Private Henry Acheson Booth



Henry Acheson Booth was born on 28 August 1895 at Maguiresbridge, Lisnaskea, County Fermanagh, the first of twelve children of labourer Henry Booth and his wife Annie Margaret (nee Howe). The family moved to Belfast in 1898 or 1899. By the time of the 1911 Census Henry was living with his parents and four siblings at 74 Armoy Street, Belfast.

Booth enlisted in the North Irish Horse on 29 July 1916 (No.2223 – later Corps of Hussars No.71717). Around April 1917 he embarked for France, where he was posted to one of the squadrons of the 1st or 2nd North Irish Horse Regiments.

In August 1917 Booth fell ill with dysentery. He was admitted to the 2nd General Hospital at Le Havre, where he remained for three weeks before being evacuated to the UK.

Further medical assessments found Booth was suffering from nephritis and disorderly action of the heart, attributed to his service in France. On 15 March 1918 he was discharged, being no longer physically fit for war service (paragraph 392 xvi, King's Regulations), and was granted a pension. In 1920 his level of disability was still as high as 80 per cent, but was down to 40 per cent two years later.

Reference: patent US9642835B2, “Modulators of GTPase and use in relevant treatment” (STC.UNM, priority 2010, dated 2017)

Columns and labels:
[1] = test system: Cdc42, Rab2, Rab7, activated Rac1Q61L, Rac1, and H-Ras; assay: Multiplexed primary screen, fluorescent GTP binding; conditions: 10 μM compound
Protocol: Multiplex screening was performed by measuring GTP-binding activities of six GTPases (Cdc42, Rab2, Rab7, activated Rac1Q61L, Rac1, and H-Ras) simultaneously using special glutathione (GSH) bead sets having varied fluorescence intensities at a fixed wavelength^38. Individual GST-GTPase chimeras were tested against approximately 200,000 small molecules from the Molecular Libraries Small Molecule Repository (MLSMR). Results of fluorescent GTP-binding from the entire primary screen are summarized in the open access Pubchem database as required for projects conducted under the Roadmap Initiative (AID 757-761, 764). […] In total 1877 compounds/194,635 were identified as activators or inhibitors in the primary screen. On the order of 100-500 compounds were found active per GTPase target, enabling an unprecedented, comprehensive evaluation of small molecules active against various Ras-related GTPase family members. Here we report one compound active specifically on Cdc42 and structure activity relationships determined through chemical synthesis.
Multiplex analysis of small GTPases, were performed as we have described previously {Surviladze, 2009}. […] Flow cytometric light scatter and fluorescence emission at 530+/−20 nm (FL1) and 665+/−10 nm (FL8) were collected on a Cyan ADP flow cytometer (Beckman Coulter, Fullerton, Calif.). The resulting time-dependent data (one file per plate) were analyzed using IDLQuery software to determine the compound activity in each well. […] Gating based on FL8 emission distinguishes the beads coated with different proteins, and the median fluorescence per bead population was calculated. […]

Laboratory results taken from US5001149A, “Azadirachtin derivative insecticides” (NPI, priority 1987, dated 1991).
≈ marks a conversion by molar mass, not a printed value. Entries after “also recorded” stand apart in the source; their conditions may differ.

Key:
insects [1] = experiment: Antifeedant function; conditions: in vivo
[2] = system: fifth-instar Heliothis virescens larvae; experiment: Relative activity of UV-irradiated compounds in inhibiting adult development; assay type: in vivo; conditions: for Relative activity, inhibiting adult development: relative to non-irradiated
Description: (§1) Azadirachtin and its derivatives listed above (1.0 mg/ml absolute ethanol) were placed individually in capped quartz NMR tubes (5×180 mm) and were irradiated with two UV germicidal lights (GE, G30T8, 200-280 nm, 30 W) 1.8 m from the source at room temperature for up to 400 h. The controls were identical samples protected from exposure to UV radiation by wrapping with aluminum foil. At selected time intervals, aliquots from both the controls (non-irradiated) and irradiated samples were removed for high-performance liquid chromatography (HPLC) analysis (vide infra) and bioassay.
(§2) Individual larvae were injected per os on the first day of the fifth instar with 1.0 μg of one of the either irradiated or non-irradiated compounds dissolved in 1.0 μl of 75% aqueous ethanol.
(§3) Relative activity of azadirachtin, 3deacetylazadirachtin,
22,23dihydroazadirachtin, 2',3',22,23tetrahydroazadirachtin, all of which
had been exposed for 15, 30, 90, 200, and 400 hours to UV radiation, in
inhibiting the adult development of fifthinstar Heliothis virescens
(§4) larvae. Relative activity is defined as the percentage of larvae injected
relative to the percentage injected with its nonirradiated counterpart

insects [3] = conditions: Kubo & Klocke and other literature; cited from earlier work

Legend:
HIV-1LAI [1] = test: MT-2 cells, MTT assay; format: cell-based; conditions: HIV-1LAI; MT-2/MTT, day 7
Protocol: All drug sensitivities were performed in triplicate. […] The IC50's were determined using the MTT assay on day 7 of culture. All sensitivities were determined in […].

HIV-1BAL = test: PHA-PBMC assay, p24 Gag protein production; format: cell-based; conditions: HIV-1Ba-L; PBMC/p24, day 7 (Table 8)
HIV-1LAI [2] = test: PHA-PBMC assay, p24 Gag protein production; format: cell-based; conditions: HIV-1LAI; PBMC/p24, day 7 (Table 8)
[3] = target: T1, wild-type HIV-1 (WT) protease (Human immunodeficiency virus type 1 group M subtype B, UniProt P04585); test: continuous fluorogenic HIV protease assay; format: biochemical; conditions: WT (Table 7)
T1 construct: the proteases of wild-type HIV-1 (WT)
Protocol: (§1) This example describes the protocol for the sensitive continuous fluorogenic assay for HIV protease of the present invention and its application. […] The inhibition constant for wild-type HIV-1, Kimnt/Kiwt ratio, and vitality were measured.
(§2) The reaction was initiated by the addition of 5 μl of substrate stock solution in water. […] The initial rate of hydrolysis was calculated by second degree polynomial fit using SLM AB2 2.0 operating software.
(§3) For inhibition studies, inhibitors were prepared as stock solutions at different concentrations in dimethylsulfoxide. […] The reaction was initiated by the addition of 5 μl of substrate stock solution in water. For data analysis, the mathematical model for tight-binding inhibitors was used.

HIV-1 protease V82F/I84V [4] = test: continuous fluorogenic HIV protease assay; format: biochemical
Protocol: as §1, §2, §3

By 1920 Booth was living at 19 Teutonic Street, Belfast, and working as a labourer. On 8 June that year he married Elizabeth Henry at the Falls Road Methodist Church.


Booth's father Henry also served in the war, as a rifleman in the 16th Battalion, Royal Irish Rifles. He died in Belfast on 8 September 1916.



Images kindly provided by William Gordon.